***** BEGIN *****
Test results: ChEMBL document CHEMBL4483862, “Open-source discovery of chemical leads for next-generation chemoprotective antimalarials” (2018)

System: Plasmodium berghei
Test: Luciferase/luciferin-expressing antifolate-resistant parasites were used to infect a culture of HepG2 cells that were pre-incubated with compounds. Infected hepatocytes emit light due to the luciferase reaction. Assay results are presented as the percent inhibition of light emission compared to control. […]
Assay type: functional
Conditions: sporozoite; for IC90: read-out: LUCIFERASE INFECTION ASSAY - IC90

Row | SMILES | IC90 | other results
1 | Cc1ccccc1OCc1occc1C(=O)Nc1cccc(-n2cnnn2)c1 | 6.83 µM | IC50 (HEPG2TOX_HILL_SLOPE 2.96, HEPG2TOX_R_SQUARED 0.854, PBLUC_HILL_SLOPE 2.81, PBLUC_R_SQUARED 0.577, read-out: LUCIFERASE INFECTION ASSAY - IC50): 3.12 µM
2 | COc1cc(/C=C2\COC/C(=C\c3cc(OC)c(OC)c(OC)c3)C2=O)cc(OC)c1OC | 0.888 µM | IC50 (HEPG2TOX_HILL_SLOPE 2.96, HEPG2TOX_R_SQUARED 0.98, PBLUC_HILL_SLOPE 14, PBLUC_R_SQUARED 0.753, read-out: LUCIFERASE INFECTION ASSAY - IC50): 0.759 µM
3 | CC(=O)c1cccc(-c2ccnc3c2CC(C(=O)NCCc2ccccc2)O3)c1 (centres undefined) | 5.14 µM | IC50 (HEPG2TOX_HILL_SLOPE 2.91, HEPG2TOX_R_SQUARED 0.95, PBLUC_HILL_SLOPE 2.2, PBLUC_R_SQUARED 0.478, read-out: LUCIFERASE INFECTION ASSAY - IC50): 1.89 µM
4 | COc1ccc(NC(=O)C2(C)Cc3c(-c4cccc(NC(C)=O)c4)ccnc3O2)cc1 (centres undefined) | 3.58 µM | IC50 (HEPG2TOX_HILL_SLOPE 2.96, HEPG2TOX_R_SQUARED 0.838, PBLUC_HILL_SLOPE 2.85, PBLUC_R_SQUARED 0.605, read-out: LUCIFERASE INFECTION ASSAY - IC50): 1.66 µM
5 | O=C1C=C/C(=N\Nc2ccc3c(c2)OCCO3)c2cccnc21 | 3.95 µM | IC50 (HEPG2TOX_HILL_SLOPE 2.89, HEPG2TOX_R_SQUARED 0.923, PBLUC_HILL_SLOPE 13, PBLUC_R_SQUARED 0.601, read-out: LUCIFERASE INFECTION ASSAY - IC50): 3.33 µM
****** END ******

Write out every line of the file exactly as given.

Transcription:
Test results: ChEMBL document CHEMBL4483862, “Open-source discovery of chemical leads for next-generation chemoprotective antimalarials” (2018)

System: Plasmodium berghei
Test: Luciferase/luciferin-expressing antifolate-resistant parasites were used to infect a culture of HepG2 cells that were pre-incubated with compounds. Infected hepatocytes emit light due to the luciferase reaction. Assay results are presented as the percent inhibition of light emission compared to control. […]
Assay type: functional
Conditions: sporozoite; for IC90: read-out: LUCIFERASE INFECTION ASSAY - IC90

Row | SMILES | IC90 | other results
1 | Cc1ccccc1OCc1occc1C(=O)Nc1cccc(-n2cnnn2)c1 | 6.83 µM | IC50 (HEPG2TOX_HILL_SLOPE 2.96, HEPG2TOX_R_SQUARED 0.854, PBLUC_HILL_SLOPE 2.81, PBLUC_R_SQUARED 0.577, read-out: LUCIFERASE INFECTION ASSAY - IC50): 3.12 µM
2 | COc1cc(/C=C2\COC/C(=C\c3cc(OC)c(OC)c(OC)c3)C2=O)cc(OC)c1OC | 0.888 µM | IC50 (HEPG2TOX_HILL_SLOPE 2.96, HEPG2TOX_R_SQUARED 0.98, PBLUC_HILL_SLOPE 14, PBLUC_R_SQUARED 0.753, read-out: LUCIFERASE INFECTION ASSAY - IC50): 0.759 µM
3 | CC(=O)c1cccc(-c2ccnc3c2CC(C(=O)NCCc2ccccc2)O3)c1 (centres undefined) | 5.14 µM | IC50 (HEPG2TOX_HILL_SLOPE 2.91, HEPG2TOX_R_SQUARED 0.95, PBLUC_HILL_SLOPE 2.2, PBLUC_R_SQUARED 0.478, read-out: LUCIFERASE INFECTION ASSAY - IC50): 1.89 µM
4 | COc1ccc(NC(=O)C2(C)Cc3c(-c4cccc(NC(C)=O)c4)ccnc3O2)cc1 (centres undefined) | 3.58 µM | IC50 (HEPG2TOX_HILL_SLOPE 2.96, HEPG2TOX_R_SQUARED 0.838, PBLUC_HILL_SLOPE 2.85, PBLUC_R_SQUARED 0.605, read-out: LUCIFERASE INFECTION ASSAY - IC50): 1.66 µM
5 | O=C1C=C/C(=N\Nc2ccc3c(c2)OCCO3)c2cccnc21 | 3.95 µM | IC50 (HEPG2TOX_HILL_SLOPE 2.89, HEPG2TOX_R_SQUARED 0.923, PBLUC_HILL_SLOPE 13, PBLUC_R_SQUARED 0.601, read-out: LUCIFERASE INFECTION ASSAY - IC50): 3.33 µM